John Boyd has almost religious standing in certain technocratic military circles, and his life is filled with exceptional achievements. His model for success in battle (and nearly any other endeavor) was to increase the tempo by which teams completed the decision making loop process, which he set out as:
Cycling through this OODA loop faster than your opponent will place you at an advantage. As some interpretations of the model go, you will win even if your decisions are not as “correct” as your opponents, because each time you complete the cycle your opponent’s “correct” decision will no longer apply to the change in circumstances created by your action.
This model obviously has some useful applications, but its limitations are informed by Boyd’s early career as one of the best jet fighter pilots of his generation. High in the air at immense speeds, with death only a missle-lock away, we can see how the ability to move from observation to action quickly could take priority above all else.
But dogfights in the air seem like the warfare equivalent of a “spot trade”: a relatively small group of participants meet in near-anonymous circumstances, duke it out over the course of minutes (if not seconds), some may die, and then the rest zoom away back to base for repairs. There are no vegetable markets in the air to be sprayed by cross-fire, no chances of confusing an unarmed civilian with an enemy F-16. There’s no village elder to contend with the next day, upset that you’ve brought bloodshed to a particular patch of sky. In such a high-stakes, clear-cut and granular situation we can see how “fast” decision-making is privileged over more thoughtful decision-making.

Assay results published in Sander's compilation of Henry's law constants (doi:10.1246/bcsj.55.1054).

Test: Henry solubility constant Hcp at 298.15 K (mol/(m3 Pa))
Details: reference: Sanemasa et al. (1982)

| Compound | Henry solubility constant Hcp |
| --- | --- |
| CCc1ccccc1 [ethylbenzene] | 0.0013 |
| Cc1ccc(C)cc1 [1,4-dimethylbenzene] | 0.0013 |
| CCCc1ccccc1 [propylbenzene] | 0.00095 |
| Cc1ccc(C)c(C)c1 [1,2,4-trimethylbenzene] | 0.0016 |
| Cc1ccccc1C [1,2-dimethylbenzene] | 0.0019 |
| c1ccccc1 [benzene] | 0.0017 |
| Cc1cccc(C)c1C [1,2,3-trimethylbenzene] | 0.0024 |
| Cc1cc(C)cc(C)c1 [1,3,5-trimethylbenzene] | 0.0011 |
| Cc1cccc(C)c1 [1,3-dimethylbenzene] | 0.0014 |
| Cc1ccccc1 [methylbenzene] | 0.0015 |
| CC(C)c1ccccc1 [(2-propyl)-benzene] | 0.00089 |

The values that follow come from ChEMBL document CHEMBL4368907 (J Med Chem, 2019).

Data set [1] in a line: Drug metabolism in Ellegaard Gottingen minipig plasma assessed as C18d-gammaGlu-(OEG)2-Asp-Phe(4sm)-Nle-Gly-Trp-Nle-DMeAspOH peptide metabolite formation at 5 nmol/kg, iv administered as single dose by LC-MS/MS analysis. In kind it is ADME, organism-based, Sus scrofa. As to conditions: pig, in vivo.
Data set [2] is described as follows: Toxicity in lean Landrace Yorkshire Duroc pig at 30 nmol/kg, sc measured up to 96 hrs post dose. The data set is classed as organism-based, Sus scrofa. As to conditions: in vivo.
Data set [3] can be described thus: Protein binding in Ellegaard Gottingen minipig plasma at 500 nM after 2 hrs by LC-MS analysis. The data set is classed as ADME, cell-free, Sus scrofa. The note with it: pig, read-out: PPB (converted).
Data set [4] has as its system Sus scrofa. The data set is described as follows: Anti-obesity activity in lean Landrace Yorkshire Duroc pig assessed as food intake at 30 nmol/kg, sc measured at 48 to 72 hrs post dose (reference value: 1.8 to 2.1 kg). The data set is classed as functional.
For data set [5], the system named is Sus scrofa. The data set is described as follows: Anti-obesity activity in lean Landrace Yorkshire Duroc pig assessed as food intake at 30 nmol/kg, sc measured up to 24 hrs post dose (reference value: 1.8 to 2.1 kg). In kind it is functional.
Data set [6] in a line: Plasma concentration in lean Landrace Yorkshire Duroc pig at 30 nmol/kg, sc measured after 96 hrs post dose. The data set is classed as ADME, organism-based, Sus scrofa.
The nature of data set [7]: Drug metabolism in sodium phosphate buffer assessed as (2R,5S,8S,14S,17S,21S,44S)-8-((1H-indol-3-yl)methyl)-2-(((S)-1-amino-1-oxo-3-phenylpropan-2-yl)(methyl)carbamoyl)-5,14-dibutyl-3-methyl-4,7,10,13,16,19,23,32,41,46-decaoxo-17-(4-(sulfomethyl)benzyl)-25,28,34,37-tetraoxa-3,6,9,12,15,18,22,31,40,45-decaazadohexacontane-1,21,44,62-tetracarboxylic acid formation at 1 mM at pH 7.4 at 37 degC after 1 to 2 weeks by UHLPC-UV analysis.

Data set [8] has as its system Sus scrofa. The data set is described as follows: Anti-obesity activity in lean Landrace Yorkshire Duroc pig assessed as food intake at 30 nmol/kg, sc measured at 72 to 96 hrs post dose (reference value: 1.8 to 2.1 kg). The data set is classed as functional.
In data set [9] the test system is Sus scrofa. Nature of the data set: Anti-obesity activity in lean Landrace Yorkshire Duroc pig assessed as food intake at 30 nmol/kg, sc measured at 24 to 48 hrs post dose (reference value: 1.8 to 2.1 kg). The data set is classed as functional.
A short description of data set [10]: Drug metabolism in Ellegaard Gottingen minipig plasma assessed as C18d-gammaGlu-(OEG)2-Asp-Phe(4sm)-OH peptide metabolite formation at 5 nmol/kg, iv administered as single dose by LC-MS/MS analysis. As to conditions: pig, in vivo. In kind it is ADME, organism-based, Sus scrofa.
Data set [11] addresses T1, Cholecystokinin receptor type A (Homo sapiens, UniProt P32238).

That might all seem obvious (even pedantic) to point out but, beginning with Dick Cheney’s time as Secretary of Defense under Gulf War I, this model has spread throughout the military as The Way to operational success. Thanks to the Internet, OODA is increasingly popular in all manner of technocratic, neoliberal endeavors from tech start-ups to militarized police training.
The limitations of OODA are dramatized elegantly in Generation Kill, by The Wire‘s Burns and Simon. The invasion of Iraq was dictated by “Tempo, Tempo, Tempo”, as intoned by Colonel “Godfather” Fernando. Armed Iraqi irregulars in diamond-marked pickup trucks that are waved off early in the invasion because there is “no time” to investigate them later turn out to be death squads. “Unsurrending” Iraqi soldiers in contravention of the Geneva Conventions and sending them *back* to the death squads, because there is no time to take prisoners, embitters trained military personnel further against American occupation. And, of course, quick calls of mortar strikes against civilian hamlets costs who knows how many lives, and turns more toward extremism and revenge.
None of which of course even begins to approach the question of *why* invade Iraq in the first place. Worshippers of OODA and Boyd don’t question why, or what unintended consequences may result, or (god forbid) what externalities their action depends on. They just want to “win”. Questioning why slows down the loop.